NASA to Spend $17 Million at North Las Vegas Busi - 8 News NOW

I-Team: NASA to Spend $17 Million at North Las Vegas Business

Posted: Updated:
The Bigelow Expandable Activity Module, or BEAM, and is a 13-by10-foot inflatable multi-purpose structure.  Photo Courtesy: Bigelow Aerospace The Bigelow Expandable Activity Module, or BEAM, and is a 13-by10-foot inflatable multi-purpose structure. Photo Courtesy: Bigelow Aerospace
The BEAM will attach to the International Space Station. Photo Courtesy: Bigelow Aerospace The BEAM will attach to the International Space Station. Photo Courtesy: Bigelow Aerospace
Bigelow has plans to build a private space station. Photo Courtesy: Bigelow Aerospace Bigelow has plans to build a private space station. Photo Courtesy: Bigelow Aerospace

NORTH LAS VEGAS -- NASA made a formal announcement Wednesday concerning a multi-million dollar deal reached with Bigelow Aerospace located in North Las Vegas.

The space agency will spend more than $17 million to purchase an expandable space module/habitat from Bigelow Aerospace. The inflatable structure will become a part of the International Space Station.

"The International Space Station is our stepping stone to the rest of the solar system," said Dr. Lori Garver, NASA deputy administrator.

NASA officials are excited about the deal they've struck with Bigelow Aerospace. It involves an object that looks like an oversized foil-wrapped baked potato. It is called the Bigelow Expandable Activity Module, or BEAM, and is a 13-by10-foot inflatable multi-purpose structure that will become an addition to the space station.

NASA will pay close to $18 million for the BEAM and plans to keep it attached to the ISS for at least two years. It took NASA 20 months to seal the deal, mostly because the ISS is so crucial to NASA's long range plans.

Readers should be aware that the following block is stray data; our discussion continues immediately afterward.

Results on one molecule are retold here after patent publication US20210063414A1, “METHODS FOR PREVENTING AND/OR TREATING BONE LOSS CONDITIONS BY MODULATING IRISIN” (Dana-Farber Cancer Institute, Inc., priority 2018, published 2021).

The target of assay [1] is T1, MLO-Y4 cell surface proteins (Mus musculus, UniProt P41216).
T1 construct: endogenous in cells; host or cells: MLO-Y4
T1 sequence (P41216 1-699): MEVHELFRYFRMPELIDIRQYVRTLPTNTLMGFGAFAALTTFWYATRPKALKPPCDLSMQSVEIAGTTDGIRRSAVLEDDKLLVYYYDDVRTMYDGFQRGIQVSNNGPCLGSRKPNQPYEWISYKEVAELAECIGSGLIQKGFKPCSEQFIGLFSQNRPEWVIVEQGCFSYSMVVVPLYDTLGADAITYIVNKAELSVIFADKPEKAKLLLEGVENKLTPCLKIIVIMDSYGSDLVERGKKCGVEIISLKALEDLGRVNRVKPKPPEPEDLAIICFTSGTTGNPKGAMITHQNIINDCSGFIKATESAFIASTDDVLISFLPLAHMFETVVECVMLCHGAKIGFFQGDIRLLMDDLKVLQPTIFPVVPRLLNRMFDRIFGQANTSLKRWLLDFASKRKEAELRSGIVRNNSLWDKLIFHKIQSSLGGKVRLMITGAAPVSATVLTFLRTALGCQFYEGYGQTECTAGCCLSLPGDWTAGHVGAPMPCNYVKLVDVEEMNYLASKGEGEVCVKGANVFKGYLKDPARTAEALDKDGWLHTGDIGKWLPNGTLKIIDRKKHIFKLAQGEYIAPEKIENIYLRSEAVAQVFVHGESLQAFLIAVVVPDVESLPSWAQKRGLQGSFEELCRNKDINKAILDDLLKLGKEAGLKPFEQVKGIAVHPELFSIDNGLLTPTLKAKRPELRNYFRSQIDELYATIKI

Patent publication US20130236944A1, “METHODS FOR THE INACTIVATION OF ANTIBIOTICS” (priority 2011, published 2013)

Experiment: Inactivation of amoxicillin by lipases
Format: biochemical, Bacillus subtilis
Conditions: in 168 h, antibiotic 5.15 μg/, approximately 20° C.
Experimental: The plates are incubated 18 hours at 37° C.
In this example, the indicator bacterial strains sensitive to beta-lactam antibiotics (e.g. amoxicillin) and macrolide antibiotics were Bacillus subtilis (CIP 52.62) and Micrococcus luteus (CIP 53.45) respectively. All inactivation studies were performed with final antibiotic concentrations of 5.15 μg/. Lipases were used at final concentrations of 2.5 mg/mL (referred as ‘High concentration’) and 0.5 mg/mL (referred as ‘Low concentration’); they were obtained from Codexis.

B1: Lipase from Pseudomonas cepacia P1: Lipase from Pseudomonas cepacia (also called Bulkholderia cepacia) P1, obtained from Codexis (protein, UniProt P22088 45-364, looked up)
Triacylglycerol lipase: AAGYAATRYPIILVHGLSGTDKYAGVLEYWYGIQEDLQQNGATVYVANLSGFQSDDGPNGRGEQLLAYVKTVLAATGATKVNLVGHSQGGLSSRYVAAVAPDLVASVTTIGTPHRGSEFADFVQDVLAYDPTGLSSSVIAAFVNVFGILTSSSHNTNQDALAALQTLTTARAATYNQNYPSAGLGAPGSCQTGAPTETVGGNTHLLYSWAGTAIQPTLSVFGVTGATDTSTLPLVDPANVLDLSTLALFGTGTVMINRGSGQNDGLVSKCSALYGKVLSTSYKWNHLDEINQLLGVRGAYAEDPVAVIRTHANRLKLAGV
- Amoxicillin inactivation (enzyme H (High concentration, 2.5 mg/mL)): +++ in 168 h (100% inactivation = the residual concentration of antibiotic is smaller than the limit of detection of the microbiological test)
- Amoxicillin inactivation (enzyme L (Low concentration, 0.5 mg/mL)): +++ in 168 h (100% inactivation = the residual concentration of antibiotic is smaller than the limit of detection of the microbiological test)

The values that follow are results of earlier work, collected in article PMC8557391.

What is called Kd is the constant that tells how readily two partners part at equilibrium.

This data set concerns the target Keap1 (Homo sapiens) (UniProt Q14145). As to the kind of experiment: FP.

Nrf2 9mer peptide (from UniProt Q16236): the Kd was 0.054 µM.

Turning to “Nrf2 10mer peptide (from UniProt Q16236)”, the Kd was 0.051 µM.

"It takes time. We wanted to do it right. The ISS is so important to us," Garver said.

Adding the first privately-produced module to the space station is important, both scientifically and symbolically. It is a major step toward the private development of Space, which NASA has encouraged, and it will give the astronaut crews a lot more room to do their work. It is also a huge step for the Bigelow company, which already has two of its spacecraft in orbit but will have a much higher international profile once its module is part of the ISS.

"What can I say? I'm, a dreamer and thankfully am married to someone who sees things the same way," said Robert Bigelow, the president and founder of Bigelow Aerospace.

In the middle of the news conference about the NASA deal, Bigelow slipped in a bombshell announcement that seemingly didn't register with the gathered media. When asked about how much he's spent form his own pocket so far to build the company and its product line, Bigelow made a startling statement about his plans.

"We've spent about $250 million so far, and I expect to spend another $250 million by 2016 when we will have two of our 330's ready to fly," he said.

Bigelow plans to build the solar system's first private space station and wants to have it in place 235 miles above the earth, within four years. It is an mind-numbing undertaking for one company.

Aerospace insiders told the I-Team that Bigelow has quietly undertaken a hiring frenzy, ramping up to build something that would have been unthinkable just a few years ago. Bigelow has said previously that he already has memos of understanding with several governments. If all goes as planned, those customers, along with corporations, will soon have a place to send their astronauts and scientists.

The BEAM is expected to be attached in 2015. Bigelow Aerospace had previously planned to add 1,000 jobs at its North Las vegas plant but had to scale back because the transportation side of the private space efforts couldn't keep pace.

Powered by WorldNow
All content © Copyright 2000 - 2014 WorldNow and KLAS. All Rights Reserved.
For more information on this site, please read our Privacy Policy and Terms of Service.